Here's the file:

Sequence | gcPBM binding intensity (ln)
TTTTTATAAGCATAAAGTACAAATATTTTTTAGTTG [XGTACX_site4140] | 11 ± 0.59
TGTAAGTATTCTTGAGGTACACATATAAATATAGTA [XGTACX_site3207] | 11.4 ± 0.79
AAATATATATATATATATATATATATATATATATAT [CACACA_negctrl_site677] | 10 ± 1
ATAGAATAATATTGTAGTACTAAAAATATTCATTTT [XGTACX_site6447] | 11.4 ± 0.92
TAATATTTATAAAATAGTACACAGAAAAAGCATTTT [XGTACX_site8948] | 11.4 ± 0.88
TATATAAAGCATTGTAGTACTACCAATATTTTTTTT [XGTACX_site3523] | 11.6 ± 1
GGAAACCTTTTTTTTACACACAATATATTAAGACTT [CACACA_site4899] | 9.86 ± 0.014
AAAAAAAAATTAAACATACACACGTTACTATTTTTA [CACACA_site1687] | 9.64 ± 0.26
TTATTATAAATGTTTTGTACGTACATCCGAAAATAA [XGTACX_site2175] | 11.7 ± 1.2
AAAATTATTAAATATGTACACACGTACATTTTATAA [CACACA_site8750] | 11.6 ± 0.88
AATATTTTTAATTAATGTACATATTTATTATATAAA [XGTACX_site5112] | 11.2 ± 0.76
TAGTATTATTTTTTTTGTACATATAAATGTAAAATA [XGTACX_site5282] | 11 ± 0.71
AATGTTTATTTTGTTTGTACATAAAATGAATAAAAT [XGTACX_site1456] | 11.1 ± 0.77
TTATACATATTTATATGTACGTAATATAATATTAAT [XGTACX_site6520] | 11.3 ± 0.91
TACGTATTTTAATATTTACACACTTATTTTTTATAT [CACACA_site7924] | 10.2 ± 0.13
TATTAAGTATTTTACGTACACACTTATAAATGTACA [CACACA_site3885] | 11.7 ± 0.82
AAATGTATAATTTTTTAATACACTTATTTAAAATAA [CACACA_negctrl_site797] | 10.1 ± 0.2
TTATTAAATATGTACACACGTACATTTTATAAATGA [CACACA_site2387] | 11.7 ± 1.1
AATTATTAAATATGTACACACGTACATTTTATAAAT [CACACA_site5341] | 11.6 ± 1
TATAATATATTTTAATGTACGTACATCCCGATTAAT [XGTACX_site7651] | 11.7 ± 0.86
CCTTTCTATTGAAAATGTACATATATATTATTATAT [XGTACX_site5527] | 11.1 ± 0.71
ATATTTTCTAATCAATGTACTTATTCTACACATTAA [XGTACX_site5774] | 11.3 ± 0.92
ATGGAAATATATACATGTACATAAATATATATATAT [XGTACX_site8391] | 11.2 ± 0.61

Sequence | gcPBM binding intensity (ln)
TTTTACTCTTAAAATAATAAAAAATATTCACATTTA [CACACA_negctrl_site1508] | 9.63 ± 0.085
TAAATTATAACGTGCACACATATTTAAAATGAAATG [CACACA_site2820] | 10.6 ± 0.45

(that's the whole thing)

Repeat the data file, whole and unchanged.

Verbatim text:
Sequence | gcPBM binding intensity (ln)
TTTTTATAAGCATAAAGTACAAATATTTTTTAGTTG [XGTACX_site4140] | 11 ± 0.59
TGTAAGTATTCTTGAGGTACACATATAAATATAGTA [XGTACX_site3207] | 11.4 ± 0.79
AAATATATATATATATATATATATATATATATATAT [CACACA_negctrl_site677] | 10 ± 1
ATAGAATAATATTGTAGTACTAAAAATATTCATTTT [XGTACX_site6447] | 11.4 ± 0.92
TAATATTTATAAAATAGTACACAGAAAAAGCATTTT [XGTACX_site8948] | 11.4 ± 0.88
TATATAAAGCATTGTAGTACTACCAATATTTTTTTT [XGTACX_site3523] | 11.6 ± 1
GGAAACCTTTTTTTTACACACAATATATTAAGACTT [CACACA_site4899] | 9.86 ± 0.014
AAAAAAAAATTAAACATACACACGTTACTATTTTTA [CACACA_site1687] | 9.64 ± 0.26
TTATTATAAATGTTTTGTACGTACATCCGAAAATAA [XGTACX_site2175] | 11.7 ± 1.2
AAAATTATTAAATATGTACACACGTACATTTTATAA [CACACA_site8750] | 11.6 ± 0.88
AATATTTTTAATTAATGTACATATTTATTATATAAA [XGTACX_site5112] | 11.2 ± 0.76
TAGTATTATTTTTTTTGTACATATAAATGTAAAATA [XGTACX_site5282] | 11 ± 0.71
AATGTTTATTTTGTTTGTACATAAAATGAATAAAAT [XGTACX_site1456] | 11.1 ± 0.77
TTATACATATTTATATGTACGTAATATAATATTAAT [XGTACX_site6520] | 11.3 ± 0.91
TACGTATTTTAATATTTACACACTTATTTTTTATAT [CACACA_site7924] | 10.2 ± 0.13
TATTAAGTATTTTACGTACACACTTATAAATGTACA [CACACA_site3885] | 11.7 ± 0.82
AAATGTATAATTTTTTAATACACTTATTTAAAATAA [CACACA_negctrl_site797] | 10.1 ± 0.2
TTATTAAATATGTACACACGTACATTTTATAAATGA [CACACA_site2387] | 11.7 ± 1.1
AATTATTAAATATGTACACACGTACATTTTATAAAT [CACACA_site5341] | 11.6 ± 1
TATAATATATTTTAATGTACGTACATCCCGATTAAT [XGTACX_site7651] | 11.7 ± 0.86
CCTTTCTATTGAAAATGTACATATATATTATTATAT [XGTACX_site5527] | 11.1 ± 0.71
ATATTTTCTAATCAATGTACTTATTCTACACATTAA [XGTACX_site5774] | 11.3 ± 0.92
ATGGAAATATATACATGTACATAAATATATATATAT [XGTACX_site8391] | 11.2 ± 0.61

Sequence | gcPBM binding intensity (ln)
TTTTACTCTTAAAATAATAAAAAATATTCACATTTA [CACACA_negctrl_site1508] | 9.63 ± 0.085
TAAATTATAACGTGCACACATATTTAAAATGAAATG [CACACA_site2820] | 10.6 ± 0.45